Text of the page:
Band get a following in the local area. Band gets signed to a label. Band puts out solid album. Band leaves local area, works with new challenging producer and expands sound without abandoning what got them there. Its a story as familiar as tying your shoes. And yet, it is one I’ve yet to tire of. Add to that list; Houston’s Buxton.
Back in 2012, Buxton put out the excellent Nothing Here Seems Strange via New West Records. My pal, Jefe and I caught them both at SXSW and up here in Chicago at Schubas. Both times we caught a scintillating set that left us wanting more. It also left them wanting more as they headed west to work with Thom Monahan. Lead singer Sergio Trevino had this to say “We take from a lot of different genres and present it in a way that I think is most honest for us,” Trevino says. “You’ll hear rock, folk, country, ambience, and distortion, all interpreted through us.”
What I’d Do sets the mood right away. The song has a Cosmic Americana feel to it, barely moving faster than a crawl. The band really gives Trevino’s lyrics room to breathe. The keys are particularly pleasing throughout the track and you can’t help but be reminded of MMJ.
Miss Catalina 1992 is what Buxton terms the most “rock” song they’ve ever written. It took on new life after learning they would be heading to LA to record. Lead guitarist, Jason Willis, has a ripping solo in the middle of the track. This track is the perfect example of a band augmenting their sound without losing sight of who they were. It slides in nicely as the centerpiece of Half A Native. Pool Hall closes out the album with a twangy waltz about a chance encounter in a pool hall. Its a beautiful tune builds slowly, builds tension and then fades away oh so gently.
I referenced MMJ earlier in the review and I think it is fitting that Buxton released Half A Native on the same day that MMJ announced The Waterfall. I can’t help but think that if you enjoy the music of MMJ, you would love Buxton. I certainly do. Jefe certainly does. And we’re both pretty cool; all things considered.
Lady Lamb, aka Aly Spaltro, might not be keeping bees any more but that hasn’t stopped her from putting out an absolutely stunning sophomore effort. Two years ago I became infatuated with her music from her debut, Ripely Pine. That infatuation was reinforced by a ripping show at Schubas.
On my review of Ripley Pine, I commented that Spaltro reminded me of Will Sheff of Okkervil River. Her voice can be as fragile as a china doll one verse and can bristle with rage on the next. Her tunes are not what you would call formulaic or straight-forward and that complex nature fits her voice like a glove.
The third track, Violet Clementine, opens up with Spaltro singing a capella before a banjo kicks in. The song bounces along as a tasty little folk track. Then a bass line drops and you know you’re going for a ride. So much shit is going on. Left is right. Right is left. But somehow it sounds like it all belongs. That encompasses the brilliance that is Lady Lamb. You never know what the fuck is coming next? Sounds and transitions you would never imagine pushing up next to each other are the norm. The envelope isn’t so much as pushed; as it is ripped open like a piñata.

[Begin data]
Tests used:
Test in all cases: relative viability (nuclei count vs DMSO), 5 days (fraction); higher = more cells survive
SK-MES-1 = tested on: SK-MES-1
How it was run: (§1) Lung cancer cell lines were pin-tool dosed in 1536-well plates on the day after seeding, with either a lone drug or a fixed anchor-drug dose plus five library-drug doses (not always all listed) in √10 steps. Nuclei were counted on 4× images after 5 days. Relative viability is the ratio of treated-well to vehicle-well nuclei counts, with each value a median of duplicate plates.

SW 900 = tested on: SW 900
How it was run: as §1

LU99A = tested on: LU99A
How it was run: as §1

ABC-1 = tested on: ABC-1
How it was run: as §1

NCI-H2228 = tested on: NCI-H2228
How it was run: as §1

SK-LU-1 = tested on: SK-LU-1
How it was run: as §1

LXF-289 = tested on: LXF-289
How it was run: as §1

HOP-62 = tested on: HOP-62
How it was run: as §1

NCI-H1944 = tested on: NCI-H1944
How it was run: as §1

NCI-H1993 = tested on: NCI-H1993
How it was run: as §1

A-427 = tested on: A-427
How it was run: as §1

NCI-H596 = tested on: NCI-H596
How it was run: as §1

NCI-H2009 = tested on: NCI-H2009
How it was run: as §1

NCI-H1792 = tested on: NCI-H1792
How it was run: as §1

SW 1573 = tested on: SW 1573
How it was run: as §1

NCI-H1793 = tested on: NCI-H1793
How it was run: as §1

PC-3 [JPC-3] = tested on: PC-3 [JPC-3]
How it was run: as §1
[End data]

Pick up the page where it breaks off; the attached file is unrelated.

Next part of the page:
Spaltro’s last line on the album is “I know where I come from.” The fun part will be seeing where she goes because right now the possibilities are endless.
This Side of Jordan was the album that really flipped this switch for me with regards to Mandolin Orange. In my review, I compared them favorably to The Everybodyfields. The first track, Old Ties and Companions is simply a gorgeous tune. NPR seems to agree with me as well calling it A Song We Love. Here’s some info on the album.
Such Jubliee, written over the course of a year spent on the road, is about home, both the place and the idea. Some days it’s a safe, warm, loving refuge from the world outside. Other days it’s cold and empty and too quiet. Either way, it’s always waiting for you at the end of the road.
Mandolin Orange is hitting the road, including a stop at SXSW. I suggest making it a point to see them.
The Sun Dogs by Rose Windows was a favorite of mine back in 2013. I got hooked on that album by the track, Native Dreams. Glory Glory is the lead track on their follow-up and I am now all in for this one as well. The album comes out on 5/5/15 via the fine folks [...]
With the release of their s/t debut in 2012, I figured Diamond Rugs was just a pleasant one-time project. With Deer Tick kicking into full gear and T. Hardy Morris embarking on a solo career in addition to his work with Dead Confederate, I didn’t see how they would make it happen again. And that’s [...]
Here’s what I know about Leon Bridges. He’s from Fort Worth. He plays a wicked brand of soul music. He recorded a couple of tunes with Austin Jenkins and Josh Block of White Denim. NPR compared him to Sam Cooke. I’m by no means a diligent fan of R&B or soul music but I’ve had [...]
I had only heard of The Deslondes from the constant praise given from Hurray For The Riff Raff’s Alynda Lee Segarra. I had checked out a couple of tunes and sat patiently waiting for a label to snap them up. Well that turned out to be New West Records. Named after Deslonde Street in New [...]
Christoffer Gunrup, the band’s singer, songwriter and guitarist, had this to say about his new band The Amazing – “I have no idea how to describe the songs [on any of my records]. I like and hate them all equally. If you theorize about the songs, it ruins the tension and passion. Just shut the [...]
Houndmouth blew us out of the water with their debut, From The Hills Below The City. Their follow up, Little Neon Limelight, is even better. It will see the light of day on March 17th and will be down at SXSW. Check out the video for the lead single, Sedona. Last week I tweeted – [...]